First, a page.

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Thursday, 11 July, 2002, 15:53 GMT 16:53 UK
Analysis: Turkey's political future


With every day that passes the end comes closer - the end of Bulent Ecevit's premiership, the end of the party he and his wife helped found in the early 1980s, the end of the uneasy coalition that has governed Turkey since 1999.

Mr Ecevit - a consummate political survivor - must know the end is near. And yet he has given no reaction to the resignations from his government and the haemorrhaging of support from his political party.

Ismail Cem
Mr Cem could lead a new party
His only statement - relayed through opposition leader Tansu Ciller on Tuesday - has been one of defiance. She said he had told her that he would not resign and would not call early parliamentary elections.

But his hand may well be forced. It is only the fact that parliament is in recess at the moment that has saved him. When the leader of what is now the largest group in parliament, Devlet Bahceli of the Nationalist Action Party, announced that he wanted early elections, Mr Ecevit's fate seemed sealed.

What next?

Attention in Turkey is now turning to what government, led by whom, might follow.

Something is stirring in the centre ground.

On Wednesday the former Deputy Prime Minister Husamettin Ozkan, whose resignation two days earlier set off the crisis, met the Ismail Cem - until Thursday foreign minister, and Kemal Dervis - who, a few hours later, also offered his resignation as finance minister before being persuaded to stay.

Rahsan Ecevit
The party Ecevit founded with wife Rahsan is foundering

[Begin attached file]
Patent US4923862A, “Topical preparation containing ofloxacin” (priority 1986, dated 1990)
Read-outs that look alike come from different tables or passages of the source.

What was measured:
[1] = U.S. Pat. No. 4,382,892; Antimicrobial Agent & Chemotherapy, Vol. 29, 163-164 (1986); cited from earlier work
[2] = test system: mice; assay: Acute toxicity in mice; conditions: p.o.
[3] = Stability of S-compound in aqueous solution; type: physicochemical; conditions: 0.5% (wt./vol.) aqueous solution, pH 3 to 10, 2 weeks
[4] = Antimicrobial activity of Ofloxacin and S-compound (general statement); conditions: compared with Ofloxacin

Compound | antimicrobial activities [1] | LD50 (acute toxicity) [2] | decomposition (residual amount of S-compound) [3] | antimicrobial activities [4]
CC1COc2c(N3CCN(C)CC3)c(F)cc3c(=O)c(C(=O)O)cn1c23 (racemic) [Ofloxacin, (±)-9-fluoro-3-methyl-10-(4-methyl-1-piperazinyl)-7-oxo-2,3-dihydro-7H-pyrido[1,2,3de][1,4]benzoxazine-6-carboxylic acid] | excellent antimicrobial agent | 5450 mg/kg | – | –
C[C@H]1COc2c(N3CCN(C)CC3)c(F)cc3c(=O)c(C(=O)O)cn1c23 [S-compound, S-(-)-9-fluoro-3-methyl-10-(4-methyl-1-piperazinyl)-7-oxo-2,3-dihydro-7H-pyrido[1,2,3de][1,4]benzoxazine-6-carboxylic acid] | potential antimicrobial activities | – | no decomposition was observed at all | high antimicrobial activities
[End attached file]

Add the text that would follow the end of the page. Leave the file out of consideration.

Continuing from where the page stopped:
All of three are relatively young, all pro-European and hailing from the centre ground of Turkish politics.

Already in the Turkish media they are being described as the "troika". Mr Cem is being spoken of as a potential leader of the group.

But despite the media excitement at the prospect of yet another party being created, the crown will not be given up to Mr Cem without a fight.

Devlet Bahceli, the leader of the right wing Nationalist Action Party, now the largest party in the coalition government, is not the retiring sort.

Fight for the crown

His party stormed into government with a campaign for the execution of captured Kurdish paramilitary leader Abdullah Ocalan. And he has kept up the nationalist rhetoric with attacks on the European Union and a hard-line stance towards sensitive subjects like Kurdish language broadcasting and education.

Mr Bahceli set the political ball rolling on Sunday with a call for early elections. He has kept up the pressure on Mr Ecevit all week by attempting to gather signatures from his deputies to force a recall of parliament - the body which could call an early poll.

PM Ecevit and the military
The Turkish military have intervened in times of crises
Also out and about on the stump has been Tansu Ciller, the charismatic leader of the True Path Party. She modestly put herself forward for the job of prime minister on Wednesday.

But she is tainted in many eyes by her behaviour when last in office in 1997 and the corruption scandals that hang around her party.

Ahead of them all in the polls is Tayyip Erdogan's Justice and Development Party.

It is commonly described as "Islamist" or "pro-Islamic". It has its roots in the Islamic party, Virtue, which was banned by the Turkish courts. Mr Erdogan says it is no longer Islamist, but, instead, calls for freedom of expression and religious belief.

Justice and Development would, opinion polls suggest, be the largest party if there were fresh elections.

The last time a pro-Islamic party was in government, the Turkish military stepped in and eased them out.


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25 Jun 02 | Europe
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